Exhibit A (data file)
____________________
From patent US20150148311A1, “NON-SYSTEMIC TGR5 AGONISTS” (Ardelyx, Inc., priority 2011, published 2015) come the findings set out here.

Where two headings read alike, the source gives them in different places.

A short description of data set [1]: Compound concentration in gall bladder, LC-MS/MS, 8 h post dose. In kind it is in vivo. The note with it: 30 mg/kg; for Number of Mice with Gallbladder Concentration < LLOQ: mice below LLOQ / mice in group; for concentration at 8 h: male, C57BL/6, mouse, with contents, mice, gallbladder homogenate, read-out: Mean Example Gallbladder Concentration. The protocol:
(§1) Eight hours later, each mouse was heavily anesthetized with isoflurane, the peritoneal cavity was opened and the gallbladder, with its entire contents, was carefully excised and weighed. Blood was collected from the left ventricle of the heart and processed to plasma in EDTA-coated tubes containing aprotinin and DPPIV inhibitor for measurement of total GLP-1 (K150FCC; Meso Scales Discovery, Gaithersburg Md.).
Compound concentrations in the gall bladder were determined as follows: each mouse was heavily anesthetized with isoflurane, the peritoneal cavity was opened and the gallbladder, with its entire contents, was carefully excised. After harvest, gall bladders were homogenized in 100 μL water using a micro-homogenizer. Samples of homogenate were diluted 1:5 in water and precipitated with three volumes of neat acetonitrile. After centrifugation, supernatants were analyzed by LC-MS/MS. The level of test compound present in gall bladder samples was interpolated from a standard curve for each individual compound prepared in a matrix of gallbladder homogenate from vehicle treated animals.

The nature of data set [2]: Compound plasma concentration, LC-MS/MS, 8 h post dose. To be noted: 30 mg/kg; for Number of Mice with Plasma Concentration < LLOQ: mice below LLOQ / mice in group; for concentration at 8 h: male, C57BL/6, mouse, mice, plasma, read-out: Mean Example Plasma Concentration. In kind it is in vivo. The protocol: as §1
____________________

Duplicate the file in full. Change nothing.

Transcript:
From patent US20150148311A1, “NON-SYSTEMIC TGR5 AGONISTS” (Ardelyx, Inc., priority 2011, published 2015) come the findings set out here.

Where two headings read alike, the source gives them in different places.

A short description of data set [1]: Compound concentration in gall bladder, LC-MS/MS, 8 h post dose. In kind it is in vivo. The note with it: 30 mg/kg; for Number of Mice with Gallbladder Concentration < LLOQ: mice below LLOQ / mice in group; for concentration at 8 h: male, C57BL/6, mouse, with contents, mice, gallbladder homogenate, read-out: Mean Example Gallbladder Concentration. The protocol:
(§1) Eight hours later, each mouse was heavily anesthetized with isoflurane, the peritoneal cavity was opened and the gallbladder, with its entire contents, was carefully excised and weighed. Blood was collected from the left ventricle of the heart and processed to plasma in EDTA-coated tubes containing aprotinin and DPPIV inhibitor for measurement of total GLP-1 (K150FCC; Meso Scales Discovery, Gaithersburg Md.).
Compound concentrations in the gall bladder were determined as follows: each mouse was heavily anesthetized with isoflurane, the peritoneal cavity was opened and the gallbladder, with its entire contents, was carefully excised. After harvest, gall bladders were homogenized in 100 μL water using a micro-homogenizer. Samples of homogenate were diluted 1:5 in water and precipitated with three volumes of neat acetonitrile. After centrifugation, supernatants were analyzed by LC-MS/MS. The level of test compound present in gall bladder samples was interpolated from a standard curve for each individual compound prepared in a matrix of gallbladder homogenate from vehicle treated animals.

The nature of data set [2]: Compound plasma concentration, LC-MS/MS, 8 h post dose. To be noted: 30 mg/kg; for Number of Mice with Plasma Concentration < LLOQ: mice below LLOQ / mice in group; for concentration at 8 h: male, C57BL/6, mouse, mice, plasma, read-out: Mean Example Plasma Concentration. In kind it is in vivo. The protocol: as §1